HOW TO ADAPT A JEWEL OF ARCHITECTURE DATING BACK TO THE EARLY SIXTIES, TO MODERN LIVING NEEDS.

A young couple with two children buys a beautiful home in Seattle, in the residential neighborhood of Laurehurst, an elegant area just a few miles from the downtown, well-known for its charming villas, well-finished greenery and stunning views of Lake Washington and Olympic Mountains.

This home is beautiful yet full of history: it was built in 1961 by Ibsen Nelsen, one of the most renowned Seattle architects ever, authoring, among other things, the Museum of Flight and some parts of the University of Bellingham.

The history and fascination embodied by past architectures, not always, however, are in line with the needs of modern living, especially of a family with children. Which, more than anything, needs open and floating spaces, full of light and warmth.

Hence the design challenge faced by mw works: preserving to the utmost degree the original soul of a 20th century building designed by a great architect, making it ready for another century, and at the same time adapting it to the need of a XXI’s century family.

In brief, the couple presents to the studio a wishlist.

Number One: Promote the dialogue between exteriors and the indoor and the outdoor – between the living room and the courtyard garden in particular – this latter a focus of the Nelsen project. The study works on the openings, replacing old windows with modern glazing systems, thus making the exterior a crucial part not only for the living room, but for the home throughout its perimeter.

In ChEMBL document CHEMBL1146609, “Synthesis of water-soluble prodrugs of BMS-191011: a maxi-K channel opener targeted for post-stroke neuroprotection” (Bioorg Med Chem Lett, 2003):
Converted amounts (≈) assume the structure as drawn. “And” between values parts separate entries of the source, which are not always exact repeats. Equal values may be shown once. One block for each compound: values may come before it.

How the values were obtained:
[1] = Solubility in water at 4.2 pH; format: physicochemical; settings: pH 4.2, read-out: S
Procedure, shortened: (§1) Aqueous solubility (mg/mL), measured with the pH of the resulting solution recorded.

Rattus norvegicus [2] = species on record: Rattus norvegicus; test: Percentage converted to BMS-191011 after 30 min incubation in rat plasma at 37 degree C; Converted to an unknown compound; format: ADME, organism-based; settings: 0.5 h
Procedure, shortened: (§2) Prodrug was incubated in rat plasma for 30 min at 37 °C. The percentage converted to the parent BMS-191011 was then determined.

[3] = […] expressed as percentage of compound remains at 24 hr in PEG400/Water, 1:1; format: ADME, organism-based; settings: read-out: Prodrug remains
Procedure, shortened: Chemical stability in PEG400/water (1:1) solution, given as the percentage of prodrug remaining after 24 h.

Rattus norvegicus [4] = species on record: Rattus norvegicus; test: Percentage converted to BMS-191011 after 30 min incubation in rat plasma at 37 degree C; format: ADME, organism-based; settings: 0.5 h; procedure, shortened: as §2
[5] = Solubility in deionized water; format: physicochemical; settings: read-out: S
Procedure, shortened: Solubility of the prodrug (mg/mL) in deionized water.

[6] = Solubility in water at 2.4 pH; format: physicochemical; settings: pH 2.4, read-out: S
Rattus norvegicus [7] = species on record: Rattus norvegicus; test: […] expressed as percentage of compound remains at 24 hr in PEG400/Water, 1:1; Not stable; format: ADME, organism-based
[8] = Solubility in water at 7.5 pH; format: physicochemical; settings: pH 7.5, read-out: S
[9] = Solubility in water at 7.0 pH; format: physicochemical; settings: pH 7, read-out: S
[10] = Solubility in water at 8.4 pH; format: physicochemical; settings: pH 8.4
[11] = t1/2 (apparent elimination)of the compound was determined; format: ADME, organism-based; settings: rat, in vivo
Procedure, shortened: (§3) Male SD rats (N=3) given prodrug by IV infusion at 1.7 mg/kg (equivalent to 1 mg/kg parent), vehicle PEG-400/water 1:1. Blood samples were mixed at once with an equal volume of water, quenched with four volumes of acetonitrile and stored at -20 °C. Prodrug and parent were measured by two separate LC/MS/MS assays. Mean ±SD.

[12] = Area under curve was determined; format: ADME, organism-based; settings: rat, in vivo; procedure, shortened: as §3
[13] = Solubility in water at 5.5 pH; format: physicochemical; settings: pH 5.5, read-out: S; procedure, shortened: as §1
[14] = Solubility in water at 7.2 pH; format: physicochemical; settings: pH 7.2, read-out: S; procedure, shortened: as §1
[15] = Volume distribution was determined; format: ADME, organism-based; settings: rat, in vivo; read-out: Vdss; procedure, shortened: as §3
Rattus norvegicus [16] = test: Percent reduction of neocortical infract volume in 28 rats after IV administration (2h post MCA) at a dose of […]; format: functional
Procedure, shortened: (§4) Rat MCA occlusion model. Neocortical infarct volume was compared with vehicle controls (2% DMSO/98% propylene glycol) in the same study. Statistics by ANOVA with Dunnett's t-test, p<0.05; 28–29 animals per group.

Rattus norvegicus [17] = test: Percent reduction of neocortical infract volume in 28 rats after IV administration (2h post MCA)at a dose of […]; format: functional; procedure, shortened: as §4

Wish number two: a kitchen not only livable, but really lived at different times of the day, also directly connected to the patio and the garden. And so, the original kitchen walled off from the dining area through limited structural changes was united to the other living spaces.

The third inquiry was the most challenging one: to preserve the original hipped roof but at the same time to improve the vertical proportions of the building, thus favoring the view of the enchanting surroundings. Window sills were lowered, and single pane windows were replaced by glazed walls, with a breathtaking final result.

The last works concern the energy efficiency of the building – an unavoidable feature in the XXI century – with expedients that significantly increase thermal insulation, together with a high efficiency radiant floor heat system that drastically reduces energy consumption.

The main roof has since been outfitted with a large solar array.